Feast Day of Saint Andre Bessette 2016

"With the smallest brush" Painting: Ronald Raab, CSC

“With the smallest brush”
Painting: Ronald Raab, CSC

“It is with the smallest brushes that the artist paints the best painting” Brother Andre

I painted this piece with a small brush and my fingers. Saint Andre told us that the smallest gesture done in love really matters. He had no power or authority in the Church, yet he worked so many miracles and healed so many people. He was the smallest of brushes and God used him to paint a wonderfully beautiful life. Saint Andre was the first religious in the Congregation of Holy Cross to be canonized in 2010. READ “MESSAGE IN A BOTTLE” FROM 2011)

 Loving Father,

 Help us become your instruments of mercy.

Help us model our lives after the care and humility of Saint Andre Bessette.

 

He was illiterate and yet showed people how to live the Holy Word of God.

He was orphaned and yet welcomed people as brothers and sisters.

He was at first turned down for religious life and yet became our first saint.

He was frail in body and yet strong in his faith and courageous in his belief.

His local community marginalized him and yet he met nearly six hundred people a day.

 

He believed in Saint Joseph and his faith healed hundreds of people.

He rubbed the sick with oil and prayed for them during his sleepless nights.

He lived so simply and yet hundreds gathered to be with him in prayer.

He encouraged people to pray and confess their sins and realize God’s love.

 

He lived a full life until ninety-one even though his doctors thought he would die young.

He was patient for the building of Saint Joseph Oratory and he gave everything to God.

 Saint Andre still baffles many in our religious community who are known for education because in simplicity he found God. 

He educates us still by living a simple, prayerful life in service for others.

 Saint Andre was not understood in his earthly life and may never be fully understood in his miracles and sainthood.

 Gracious Father,

 In this Year of Mercy, help us all claim our place on this earth to receive the love you have for us. Help us live for others and to die for our others who most need us.

 We ask this in the name of Jesus, the Source of Mercy, who live forever and ever.

 Amen

 

Saint Andre Bessette, pray for us. 

 

 

 

 

 

 

Mary, Mother of God: A Yearlong Resolve Toward Mercy

"Silent Night" Conte sketch: Ronald Raab, CSC

“Silent Night”
Conte sketch: Ronald Raab, CSC

Mary, Mother of God

January 1, 2016

Pope Francis asks us to live out the seven corporal works of mercy and the seven spiritual works of mercy in this year of 2016. I invite you to make resolutions in this New Year around the themes of mercy.

What if we all resolved every day to make our lives more merciful? What if we offered our neighbor a second chance? What about visiting our overcrowded prisons? What about feeding hungry people? What if we stopped blaming people for the poverty in which people are steeped? What if we helped educate people about our faith? What if we welcomed people next to us in the pews of our churches rather than being angry that they took our spot in the parking lot? What if we reached out to a mother struggling to console her crying child? What if we forgave our fathers who psychologically and emotionally abused us? What if we stopped the grinding noise of shame in our own hearts?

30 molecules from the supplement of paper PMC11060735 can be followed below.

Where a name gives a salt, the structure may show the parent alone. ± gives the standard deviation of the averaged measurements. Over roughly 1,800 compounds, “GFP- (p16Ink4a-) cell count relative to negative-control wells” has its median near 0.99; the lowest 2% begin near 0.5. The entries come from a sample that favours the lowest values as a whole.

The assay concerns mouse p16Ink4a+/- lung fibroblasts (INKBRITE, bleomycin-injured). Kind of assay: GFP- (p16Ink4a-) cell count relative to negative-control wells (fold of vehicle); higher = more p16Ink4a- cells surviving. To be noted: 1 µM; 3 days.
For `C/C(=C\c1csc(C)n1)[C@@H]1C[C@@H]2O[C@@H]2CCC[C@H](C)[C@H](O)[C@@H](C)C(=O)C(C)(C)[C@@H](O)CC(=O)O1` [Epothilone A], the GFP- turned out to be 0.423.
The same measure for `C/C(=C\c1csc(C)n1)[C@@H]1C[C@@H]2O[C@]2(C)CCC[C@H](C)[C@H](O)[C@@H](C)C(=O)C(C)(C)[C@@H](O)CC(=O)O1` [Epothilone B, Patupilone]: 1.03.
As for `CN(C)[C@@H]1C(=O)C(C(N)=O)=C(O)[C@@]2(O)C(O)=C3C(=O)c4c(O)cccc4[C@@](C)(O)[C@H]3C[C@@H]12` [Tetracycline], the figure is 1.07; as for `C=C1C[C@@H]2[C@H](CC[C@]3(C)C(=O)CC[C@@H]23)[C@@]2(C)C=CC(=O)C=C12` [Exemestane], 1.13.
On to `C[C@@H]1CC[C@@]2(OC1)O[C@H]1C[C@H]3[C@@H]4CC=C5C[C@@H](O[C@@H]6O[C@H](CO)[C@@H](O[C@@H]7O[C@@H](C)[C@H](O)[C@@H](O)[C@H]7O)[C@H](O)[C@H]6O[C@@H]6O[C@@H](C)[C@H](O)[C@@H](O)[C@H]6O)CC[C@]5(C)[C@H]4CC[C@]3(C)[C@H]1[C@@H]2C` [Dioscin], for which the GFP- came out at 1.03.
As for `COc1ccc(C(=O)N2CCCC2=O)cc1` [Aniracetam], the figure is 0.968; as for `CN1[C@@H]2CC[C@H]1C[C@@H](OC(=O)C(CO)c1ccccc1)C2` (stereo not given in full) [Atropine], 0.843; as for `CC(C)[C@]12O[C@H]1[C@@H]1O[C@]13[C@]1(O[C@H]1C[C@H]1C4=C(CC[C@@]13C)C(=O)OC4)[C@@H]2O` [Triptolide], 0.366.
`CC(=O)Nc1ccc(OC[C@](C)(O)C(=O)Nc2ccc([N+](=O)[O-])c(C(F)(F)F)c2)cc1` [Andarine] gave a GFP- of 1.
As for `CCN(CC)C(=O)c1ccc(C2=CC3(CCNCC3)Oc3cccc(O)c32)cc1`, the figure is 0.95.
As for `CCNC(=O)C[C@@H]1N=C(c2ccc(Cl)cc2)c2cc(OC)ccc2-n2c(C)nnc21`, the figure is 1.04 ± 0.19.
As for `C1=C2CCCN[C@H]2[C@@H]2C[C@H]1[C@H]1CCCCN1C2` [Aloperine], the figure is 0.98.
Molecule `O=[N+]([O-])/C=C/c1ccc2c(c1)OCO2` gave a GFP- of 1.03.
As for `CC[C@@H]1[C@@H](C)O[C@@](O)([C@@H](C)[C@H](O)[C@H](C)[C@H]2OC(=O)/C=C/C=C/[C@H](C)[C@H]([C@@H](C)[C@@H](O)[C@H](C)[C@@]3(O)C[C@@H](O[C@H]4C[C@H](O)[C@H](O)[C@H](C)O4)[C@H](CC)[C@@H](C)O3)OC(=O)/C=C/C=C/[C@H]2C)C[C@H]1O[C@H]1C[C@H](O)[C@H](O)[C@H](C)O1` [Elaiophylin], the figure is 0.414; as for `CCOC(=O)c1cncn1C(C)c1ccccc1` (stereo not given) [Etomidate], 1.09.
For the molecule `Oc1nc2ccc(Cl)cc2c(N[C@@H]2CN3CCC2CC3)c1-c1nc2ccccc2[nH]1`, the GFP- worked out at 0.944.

Mercy is not about getting our act together so that God will forgive us. Mercy is not cleaning up our routines before we pray so that God will give us another chance. Mercy is not about getting our lives free from sin so that God will love us again. Mercy is not about not sinning so that we can be restored into the teaching of the Church. Mercy is none of these things. We do not save ourselves. Only God saves God’s people.

Mercy is coming to God absolutely vulnerable, broken and open, so that God may make a home within our sin. Mercy is about God reaching down to us in order to heal us so that we can walk beside people who are hurting, hungry, and thirsty or who are in prison. Mercy is God’s love made real within our hearts and in our actions toward people. We need God’s mercy so that we can look into the eyes of people without flinching, until we see the beauty of God’s love within others, until we recognize our selves in the eyes of the poor.

How about we all make an effort to begin our prayer each day asking for mercy in our world? Perhaps it will change our postures toward earthly peace, war, violence, guns, robberies, rapes and our ignorance about what people really face each day. How about if you started each day asking God for his merciful love?

So many people do not think that they are worthy of God’s love. So many people carry regrets, sin and shame with them for their entire lives. Perhaps this is the year to stop believing that you are unlovable in God’s eyes. Perhaps this is the year that you redefine or expand your image of God. Perhaps this is the year of love. Mary, Mother of God, pray for us.

 

 

 

Christmas 2015

"Nativity and Cross" Painting: Ronald Raab, CSC 2015

“Nativity and Cross”
Painting: Ronald Raab, CSC 2015

On this Christmas evening, my heart goes out to all people who ache for peace and for the basics of life. In this Year of Mercy, may our lives be flooded with God’s love. I pray that we may live out that love in the world by offering people the essentials of food, clothing, water and a compassionate presence. On this tender day of remembrance and joy, may God find a home in you. (Litany: Ronald Raab, CSC)

A Litany of Prayer for Christmas Mercy

Response: In your compassionate mercy, O God

 

Receive me when I am bent down with burden…

Receive me when my face is frozen from past regrets…

Receive me when I fear reaching out beyond my worry…